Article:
If you can get your head around how owned, earned and social media work together – if you can consistently and seamlessly integrate your content, social and media and influencer relations efforts – you’re in a wonderful position to supercharge your marketing communications, especially if value, empathy, respect, utility and humility are baked in to every thing you do.
When you use Content-Driven Social PR to better serve your ideal audience, to build a base of authentic and transparent two-way communication with the marketplace, that will make the rest of your sales and marketing efforts work harder; get this right and you’re hovering in pretty rarified air. Why rarified? Because so few companies and organisations can be bothered taking the time or putting in the elbow grease required to develop a ‘patchwork quilt’ of communications – they’d much rather go for the big hit … tell one big story to as many people as possible!
And that’s fine and not out of the question, but as we know today we also need to be adept at telling lots of different stories to lots of different people and empower them to share our content with their personal networks.
In the diagram immediately below, I show where Content-Driven Social PR fits in the overall marketing communications equation.
It’s at the base of the pyramid because (a) it’s ongoing and all-encompassing, not a ‘campaign’ like advertising tends to be; and (b) if you get it right, if you can continue to build on your organisation’s visibility, influence, trust and reputation, then you increase the chances of ensuring your more one-off promotional activities are more effective because in pockets of the marketplace you already have an audience that knows, likes and trusts your brand.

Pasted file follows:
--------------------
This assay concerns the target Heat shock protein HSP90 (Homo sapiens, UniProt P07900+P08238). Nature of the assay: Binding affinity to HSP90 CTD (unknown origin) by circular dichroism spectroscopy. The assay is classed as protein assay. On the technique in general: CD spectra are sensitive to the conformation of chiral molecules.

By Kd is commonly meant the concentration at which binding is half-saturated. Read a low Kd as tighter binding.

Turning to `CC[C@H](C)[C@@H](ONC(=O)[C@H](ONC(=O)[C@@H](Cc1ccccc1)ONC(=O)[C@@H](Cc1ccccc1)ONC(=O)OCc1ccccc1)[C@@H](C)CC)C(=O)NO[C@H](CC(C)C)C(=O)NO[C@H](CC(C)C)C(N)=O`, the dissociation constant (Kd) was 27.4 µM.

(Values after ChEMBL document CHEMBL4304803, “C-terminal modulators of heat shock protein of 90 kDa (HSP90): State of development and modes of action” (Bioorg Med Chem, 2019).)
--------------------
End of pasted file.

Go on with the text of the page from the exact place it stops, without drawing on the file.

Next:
Advertising, promotions and direct sales activities are hit-and-miss at the best of times, particularly in today’s noisy digital-first world. But if your ‘look at me’ calls-to-action are tempered by the immense value you deliver over time, your organisation will be in a much better place.
And we’re not necessarily talking business here.
All organisations need to generate outcomes of sorts. A professional association needs more members; a governing body needs engagement with its constituents; politicians need votes; nonprofit charities need donations from the public.
In short, Content-Driven Social PR can work for just about any type of company or organisation.
Content-Driven Social PR is also a mindset.
If you take the same approach to your marketing communications as you did five to 10 years ago, you increase the chances of failing to cut through and resonate in today’s information-overloaded, hyper-connected commercial environment.
Take a heart-centred approach. Make it about your audience and the value you can deliver to them over and above your products and services. What are the challenges they face that you can help them with by providing timely and relevant information? How can you contribute value to people’s lives through the power of content, conversation, collaboration and community? (Yes, commerce will come, but it’s not the thing you should be leading with).
Content-Driven Social PR will only work if anchored in strategy.
It’s so easy today with the myriad communication channels at our disposal to just do ‘stuff’. But that’s when you’ll trip yourself up.
It’s imperative that before you simply burst forth with too much enthusiasm that you stop, prop, think:
- What is it we want to achieve with our communications?
- What’s our purpose? Our desired positioning in the marketplace?
- Who are the people we are trying to reach, and what help and information can we supply to them, relevant to our business, that will add value to their lives?
I will leave you with this thought:
Content-Driven Social PR works most effectively when fully integrated. Think 1+1+1 = 5.
If you’re managing these elements individually – content marketing, social media and media/influencer relations … if they’re not inextricably tied in with each other – you’re leaving plenty of OPPORTUNITY on the table.
OPPORTUNITY to reach more people and deepen the connection you have with them.
OPPORTUNITY to tell your story in more channels.
OPPORTUNITY to grow your audience and with that, the number of allies, supporters and advocates for your brand – those people who will share your content with their networks, who will hat-tip your organisation to their friends and peers.
So what do you think? Are you up for the challenge?